Dialect

Di"a*lect

(?), n. [F. dialecte, L. dialectus, fr. Gr. , fr. to converse, discourse. See Dialogue.] 1. Means or mode of expressing thoughts; language; tongue; form of speech.
[1913 Webster]

This book is writ in such a dialect
As may the minds of listless men affect.
Bunyan.
The universal dialect of the world.
South.
[1913 Webster]

2. The form of speech of a limited region or people, as distinguished from ether forms nearly related to it; a variety or subdivision of a language; speech characterized by local peculiarities or specific circumstances; as, the Ionic and Attic were dialects of Greece; the Yorkshire dialect; the dialect of the learned.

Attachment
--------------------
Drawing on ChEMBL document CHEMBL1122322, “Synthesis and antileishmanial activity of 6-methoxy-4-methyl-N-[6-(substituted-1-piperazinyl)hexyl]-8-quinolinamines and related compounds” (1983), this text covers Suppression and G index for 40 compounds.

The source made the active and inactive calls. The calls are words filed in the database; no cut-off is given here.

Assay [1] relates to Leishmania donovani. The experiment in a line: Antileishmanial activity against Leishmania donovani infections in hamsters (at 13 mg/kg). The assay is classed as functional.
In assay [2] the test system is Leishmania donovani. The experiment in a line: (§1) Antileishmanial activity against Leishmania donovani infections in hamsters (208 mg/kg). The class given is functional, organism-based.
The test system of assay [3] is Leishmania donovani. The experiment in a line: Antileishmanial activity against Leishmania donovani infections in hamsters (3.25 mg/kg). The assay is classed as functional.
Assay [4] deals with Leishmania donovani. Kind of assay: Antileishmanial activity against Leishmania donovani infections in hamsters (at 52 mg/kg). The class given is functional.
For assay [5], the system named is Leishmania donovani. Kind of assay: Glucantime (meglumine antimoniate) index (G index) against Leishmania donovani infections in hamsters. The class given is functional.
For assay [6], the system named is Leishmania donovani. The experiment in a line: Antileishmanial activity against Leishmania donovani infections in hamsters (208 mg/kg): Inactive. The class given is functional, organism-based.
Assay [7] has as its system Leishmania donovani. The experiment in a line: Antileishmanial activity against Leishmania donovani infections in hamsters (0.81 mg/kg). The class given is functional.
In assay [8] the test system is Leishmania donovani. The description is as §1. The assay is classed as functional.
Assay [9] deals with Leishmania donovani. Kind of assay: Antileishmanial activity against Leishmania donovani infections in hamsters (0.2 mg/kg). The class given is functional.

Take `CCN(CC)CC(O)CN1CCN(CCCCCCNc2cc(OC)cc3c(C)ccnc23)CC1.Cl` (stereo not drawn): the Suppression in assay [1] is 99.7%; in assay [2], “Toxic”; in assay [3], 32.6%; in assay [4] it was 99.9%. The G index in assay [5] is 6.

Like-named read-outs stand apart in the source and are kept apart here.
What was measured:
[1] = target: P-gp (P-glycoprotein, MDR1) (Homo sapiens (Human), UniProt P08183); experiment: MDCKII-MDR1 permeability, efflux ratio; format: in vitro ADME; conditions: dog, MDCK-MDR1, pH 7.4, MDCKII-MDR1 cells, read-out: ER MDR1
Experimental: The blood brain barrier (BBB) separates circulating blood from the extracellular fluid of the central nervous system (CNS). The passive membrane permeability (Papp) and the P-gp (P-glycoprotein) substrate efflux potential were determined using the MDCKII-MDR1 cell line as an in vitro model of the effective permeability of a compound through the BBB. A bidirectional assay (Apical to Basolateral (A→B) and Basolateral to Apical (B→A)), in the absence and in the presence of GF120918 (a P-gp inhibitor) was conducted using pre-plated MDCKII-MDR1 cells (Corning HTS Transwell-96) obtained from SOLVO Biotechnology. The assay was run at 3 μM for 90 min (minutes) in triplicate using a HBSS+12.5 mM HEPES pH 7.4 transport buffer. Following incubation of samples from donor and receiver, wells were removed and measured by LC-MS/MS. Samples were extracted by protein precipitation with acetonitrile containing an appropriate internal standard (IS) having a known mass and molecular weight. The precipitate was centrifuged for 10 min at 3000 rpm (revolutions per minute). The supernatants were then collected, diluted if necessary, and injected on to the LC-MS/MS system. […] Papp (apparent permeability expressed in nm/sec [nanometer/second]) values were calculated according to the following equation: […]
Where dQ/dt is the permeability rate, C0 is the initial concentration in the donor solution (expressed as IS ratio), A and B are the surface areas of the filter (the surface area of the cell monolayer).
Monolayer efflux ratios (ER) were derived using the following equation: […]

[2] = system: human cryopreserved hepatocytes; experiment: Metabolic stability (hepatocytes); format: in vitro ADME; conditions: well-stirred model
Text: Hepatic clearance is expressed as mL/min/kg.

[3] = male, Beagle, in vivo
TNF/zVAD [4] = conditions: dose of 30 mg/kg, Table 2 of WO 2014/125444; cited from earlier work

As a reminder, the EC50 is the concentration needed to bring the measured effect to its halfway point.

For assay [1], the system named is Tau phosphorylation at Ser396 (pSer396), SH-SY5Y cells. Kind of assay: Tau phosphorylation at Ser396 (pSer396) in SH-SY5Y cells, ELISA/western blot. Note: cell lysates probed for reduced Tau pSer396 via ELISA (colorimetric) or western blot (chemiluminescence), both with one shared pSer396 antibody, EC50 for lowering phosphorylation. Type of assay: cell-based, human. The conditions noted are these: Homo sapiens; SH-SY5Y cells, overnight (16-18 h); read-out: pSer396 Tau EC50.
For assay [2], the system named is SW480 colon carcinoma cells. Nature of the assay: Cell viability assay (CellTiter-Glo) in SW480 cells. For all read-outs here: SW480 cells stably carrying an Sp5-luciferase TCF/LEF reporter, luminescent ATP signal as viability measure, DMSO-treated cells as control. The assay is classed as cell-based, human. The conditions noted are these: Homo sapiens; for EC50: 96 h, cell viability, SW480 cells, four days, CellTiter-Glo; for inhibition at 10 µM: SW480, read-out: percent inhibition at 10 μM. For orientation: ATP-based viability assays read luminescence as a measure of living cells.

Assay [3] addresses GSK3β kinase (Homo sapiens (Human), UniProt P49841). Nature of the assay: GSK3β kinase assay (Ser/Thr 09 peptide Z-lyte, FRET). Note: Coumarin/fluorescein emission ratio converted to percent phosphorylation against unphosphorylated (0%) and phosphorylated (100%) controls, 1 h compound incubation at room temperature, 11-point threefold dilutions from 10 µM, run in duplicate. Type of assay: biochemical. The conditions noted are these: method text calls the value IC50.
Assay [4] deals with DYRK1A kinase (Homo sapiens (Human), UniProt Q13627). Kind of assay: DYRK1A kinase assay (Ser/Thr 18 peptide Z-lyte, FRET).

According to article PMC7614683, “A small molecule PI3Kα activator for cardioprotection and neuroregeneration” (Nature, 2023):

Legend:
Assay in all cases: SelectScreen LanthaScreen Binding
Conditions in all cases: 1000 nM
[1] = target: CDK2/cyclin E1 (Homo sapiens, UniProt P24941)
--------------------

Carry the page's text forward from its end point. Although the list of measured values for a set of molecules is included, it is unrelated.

[1913 Webster]

In the midst of this Babel of dialects there suddenly appeared a standard English language.
Earle.
[1913 Webster]

[Charles V.] could address his subjects from every quarter in their native dialect.
Prescott.

Syn. -- Language; idiom; tongue; speech; phraseology. See Language, and Idiom.
[1913 Webster]

 

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Wed 19th December 2018